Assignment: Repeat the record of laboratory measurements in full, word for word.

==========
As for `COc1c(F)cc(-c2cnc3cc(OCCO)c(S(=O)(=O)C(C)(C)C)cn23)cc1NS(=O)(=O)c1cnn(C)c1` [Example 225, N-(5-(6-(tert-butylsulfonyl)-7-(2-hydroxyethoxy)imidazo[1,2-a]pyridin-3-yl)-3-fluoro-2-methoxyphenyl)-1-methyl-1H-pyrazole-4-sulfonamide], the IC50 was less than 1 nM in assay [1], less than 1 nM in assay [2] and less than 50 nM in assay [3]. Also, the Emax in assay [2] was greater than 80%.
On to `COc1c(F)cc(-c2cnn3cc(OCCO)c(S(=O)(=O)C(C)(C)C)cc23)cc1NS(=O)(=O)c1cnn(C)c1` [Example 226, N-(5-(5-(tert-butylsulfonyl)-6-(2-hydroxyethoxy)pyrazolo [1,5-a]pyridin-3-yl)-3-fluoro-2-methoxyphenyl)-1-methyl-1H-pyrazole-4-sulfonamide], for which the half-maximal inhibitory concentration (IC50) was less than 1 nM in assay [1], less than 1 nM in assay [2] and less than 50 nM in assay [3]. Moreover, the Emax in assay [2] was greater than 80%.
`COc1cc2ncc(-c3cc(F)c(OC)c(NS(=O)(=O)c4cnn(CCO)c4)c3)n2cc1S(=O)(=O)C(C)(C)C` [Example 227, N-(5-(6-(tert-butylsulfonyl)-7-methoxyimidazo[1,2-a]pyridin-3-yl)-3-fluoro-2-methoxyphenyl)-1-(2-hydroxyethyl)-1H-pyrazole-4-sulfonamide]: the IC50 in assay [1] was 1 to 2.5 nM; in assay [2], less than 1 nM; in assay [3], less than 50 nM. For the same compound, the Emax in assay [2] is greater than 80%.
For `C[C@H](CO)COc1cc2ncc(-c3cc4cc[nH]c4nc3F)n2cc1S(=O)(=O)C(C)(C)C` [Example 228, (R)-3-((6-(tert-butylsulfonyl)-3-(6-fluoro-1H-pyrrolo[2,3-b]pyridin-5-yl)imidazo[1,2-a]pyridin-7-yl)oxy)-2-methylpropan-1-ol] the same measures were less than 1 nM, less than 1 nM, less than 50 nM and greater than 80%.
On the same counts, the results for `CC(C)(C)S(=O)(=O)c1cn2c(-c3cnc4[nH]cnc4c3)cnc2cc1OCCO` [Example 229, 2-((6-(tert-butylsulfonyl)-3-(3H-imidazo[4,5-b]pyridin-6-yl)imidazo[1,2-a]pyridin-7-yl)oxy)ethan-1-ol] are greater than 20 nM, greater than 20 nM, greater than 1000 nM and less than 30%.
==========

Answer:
As for `COc1c(F)cc(-c2cnc3cc(OCCO)c(S(=O)(=O)C(C)(C)C)cn23)cc1NS(=O)(=O)c1cnn(C)c1` [Example 225, N-(5-(6-(tert-butylsulfonyl)-7-(2-hydroxyethoxy)imidazo[1,2-a]pyridin-3-yl)-3-fluoro-2-methoxyphenyl)-1-methyl-1H-pyrazole-4-sulfonamide], the IC50 was less than 1 nM in assay [1], less than 1 nM in assay [2] and less than 50 nM in assay [3]. Also, the Emax in assay [2] was greater than 80%.
On to `COc1c(F)cc(-c2cnn3cc(OCCO)c(S(=O)(=O)C(C)(C)C)cc23)cc1NS(=O)(=O)c1cnn(C)c1` [Example 226, N-(5-(5-(tert-butylsulfonyl)-6-(2-hydroxyethoxy)pyrazolo [1,5-a]pyridin-3-yl)-3-fluoro-2-methoxyphenyl)-1-methyl-1H-pyrazole-4-sulfonamide], for which the half-maximal inhibitory concentration (IC50) was less than 1 nM in assay [1], less than 1 nM in assay [2] and less than 50 nM in assay [3]. Moreover, the Emax in assay [2] was greater than 80%.
`COc1cc2ncc(-c3cc(F)c(OC)c(NS(=O)(=O)c4cnn(CCO)c4)c3)n2cc1S(=O)(=O)C(C)(C)C` [Example 227, N-(5-(6-(tert-butylsulfonyl)-7-methoxyimidazo[1,2-a]pyridin-3-yl)-3-fluoro-2-methoxyphenyl)-1-(2-hydroxyethyl)-1H-pyrazole-4-sulfonamide]: the IC50 in assay [1] was 1 to 2.5 nM; in assay [2], less than 1 nM; in assay [3], less than 50 nM. For the same compound, the Emax in assay [2] is greater than 80%.
For `C[C@H](CO)COc1cc2ncc(-c3cc4cc[nH]c4nc3F)n2cc1S(=O)(=O)C(C)(C)C` [Example 228, (R)-3-((6-(tert-butylsulfonyl)-3-(6-fluoro-1H-pyrrolo[2,3-b]pyridin-5-yl)imidazo[1,2-a]pyridin-7-yl)oxy)-2-methylpropan-1-ol] the same measures were less than 1 nM, less than 1 nM, less than 50 nM and greater than 80%.
On the same counts, the results for `CC(C)(C)S(=O)(=O)c1cn2c(-c3cnc4[nH]cnc4c3)cnc2cc1OCCO` [Example 229, 2-((6-(tert-butylsulfonyl)-3-(3H-imidazo[4,5-b]pyridin-6-yl)imidazo[1,2-a]pyridin-7-yl)oxy)ethan-1-ol] are greater than 20 nM, greater than 20 nM, greater than 1000 nM and less than 30%.